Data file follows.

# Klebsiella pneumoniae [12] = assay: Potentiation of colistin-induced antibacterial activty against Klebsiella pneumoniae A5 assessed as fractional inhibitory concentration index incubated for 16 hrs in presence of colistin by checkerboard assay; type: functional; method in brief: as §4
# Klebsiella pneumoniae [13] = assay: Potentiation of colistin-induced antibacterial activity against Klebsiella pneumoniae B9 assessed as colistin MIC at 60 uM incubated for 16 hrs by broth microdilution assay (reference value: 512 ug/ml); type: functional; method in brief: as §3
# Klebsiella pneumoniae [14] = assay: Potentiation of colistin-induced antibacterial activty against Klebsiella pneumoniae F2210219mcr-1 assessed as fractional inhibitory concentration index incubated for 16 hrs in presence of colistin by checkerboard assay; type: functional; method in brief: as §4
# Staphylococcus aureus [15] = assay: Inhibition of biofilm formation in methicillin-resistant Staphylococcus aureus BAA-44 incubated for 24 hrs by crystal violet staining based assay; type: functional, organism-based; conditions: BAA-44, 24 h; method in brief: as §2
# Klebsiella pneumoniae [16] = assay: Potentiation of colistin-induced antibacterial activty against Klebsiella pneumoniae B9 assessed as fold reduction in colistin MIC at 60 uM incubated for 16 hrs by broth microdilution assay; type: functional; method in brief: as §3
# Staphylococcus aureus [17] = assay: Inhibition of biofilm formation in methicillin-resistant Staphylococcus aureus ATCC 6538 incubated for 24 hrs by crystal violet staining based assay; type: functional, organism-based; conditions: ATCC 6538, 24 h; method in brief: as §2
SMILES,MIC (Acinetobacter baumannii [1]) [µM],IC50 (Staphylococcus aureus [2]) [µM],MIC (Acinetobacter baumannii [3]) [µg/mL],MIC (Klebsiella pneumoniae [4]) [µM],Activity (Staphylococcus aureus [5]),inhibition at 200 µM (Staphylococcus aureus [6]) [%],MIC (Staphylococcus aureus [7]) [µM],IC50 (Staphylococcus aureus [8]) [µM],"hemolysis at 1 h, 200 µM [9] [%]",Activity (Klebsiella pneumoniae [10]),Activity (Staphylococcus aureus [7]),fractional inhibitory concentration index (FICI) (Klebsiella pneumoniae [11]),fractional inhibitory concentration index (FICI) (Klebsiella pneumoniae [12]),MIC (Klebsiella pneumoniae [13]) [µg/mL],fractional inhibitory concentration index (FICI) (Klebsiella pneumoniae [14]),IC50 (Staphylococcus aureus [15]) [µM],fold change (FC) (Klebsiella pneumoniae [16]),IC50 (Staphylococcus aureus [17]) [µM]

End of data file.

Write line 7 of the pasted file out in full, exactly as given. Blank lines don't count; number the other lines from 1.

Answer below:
SMILES,MIC (Acinetobacter baumannii [1]) [µM],IC50 (Staphylococcus aureus [2]) [µM],MIC (Acinetobacter baumannii [3]) [µg/mL],MIC (Klebsiella pneumoniae [4]) [µM],Activity (Staphylococcus aureus [5]),inhibition at 200 µM (Staphylococcus aureus [6]) [%],MIC (Staphylococcus aureus [7]) [µM],IC50 (Staphylococcus aureus [8]) [µM],"hemolysis at 1 h, 200 µM [9] [%]",Activity (Klebsiella pneumoniae [10]),Activity (Staphylococcus aureus [7]),fractional inhibitory concentration index (FICI) (Klebsiella pneumoniae [11]),fractional inhibitory concentration index (FICI) (Klebsiella pneumoniae [12]),MIC (Klebsiella pneumoniae [13]) [µg/mL],fractional inhibitory concentration index (FICI) (Klebsiella pneumoniae [14]),IC50 (Staphylococcus aureus [15]) [µM],fold change (FC) (Klebsiella pneumoniae [16]),IC50 (Staphylococcus aureus [17]) [µM]